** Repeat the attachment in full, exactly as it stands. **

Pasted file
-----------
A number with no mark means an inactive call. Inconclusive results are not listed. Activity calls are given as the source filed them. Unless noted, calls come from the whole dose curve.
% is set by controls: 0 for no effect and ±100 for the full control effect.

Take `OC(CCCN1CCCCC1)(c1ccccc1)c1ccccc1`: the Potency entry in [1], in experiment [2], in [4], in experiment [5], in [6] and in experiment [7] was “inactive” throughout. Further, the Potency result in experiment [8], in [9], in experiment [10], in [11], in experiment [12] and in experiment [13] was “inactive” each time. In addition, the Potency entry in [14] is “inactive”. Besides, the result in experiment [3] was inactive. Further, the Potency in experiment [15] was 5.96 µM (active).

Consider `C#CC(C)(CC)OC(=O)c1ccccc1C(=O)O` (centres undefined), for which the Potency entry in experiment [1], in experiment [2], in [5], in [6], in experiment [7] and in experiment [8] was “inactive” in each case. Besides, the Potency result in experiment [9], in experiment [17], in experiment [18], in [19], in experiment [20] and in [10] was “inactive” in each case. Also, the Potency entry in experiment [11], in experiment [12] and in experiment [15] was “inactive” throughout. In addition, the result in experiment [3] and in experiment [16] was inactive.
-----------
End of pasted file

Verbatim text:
A number with no mark means an inactive call. Inconclusive results are not listed. Activity calls are given as the source filed them. Unless noted, calls come from the whole dose curve.
% is set by controls: 0 for no effect and ±100 for the full control effect.

Take `OC(CCCN1CCCCC1)(c1ccccc1)c1ccccc1`: the Potency entry in [1], in experiment [2], in [4], in experiment [5], in [6] and in experiment [7] was “inactive” throughout. Further, the Potency result in experiment [8], in [9], in experiment [10], in [11], in experiment [12] and in experiment [13] was “inactive” each time. In addition, the Potency entry in [14] is “inactive”. Besides, the result in experiment [3] was inactive. Further, the Potency in experiment [15] was 5.96 µM (active).

Consider `C#CC(C)(CC)OC(=O)c1ccccc1C(=O)O` (centres undefined), for which the Potency entry in experiment [1], in experiment [2], in [5], in [6], in experiment [7] and in experiment [8] was “inactive” in each case. Besides, the Potency result in experiment [9], in experiment [17], in experiment [18], in [19], in experiment [20] and in [10] was “inactive” in each case. Also, the Potency entry in experiment [11], in experiment [12] and in experiment [15] was “inactive” throughout. In addition, the result in experiment [3] and in experiment [16] was inactive.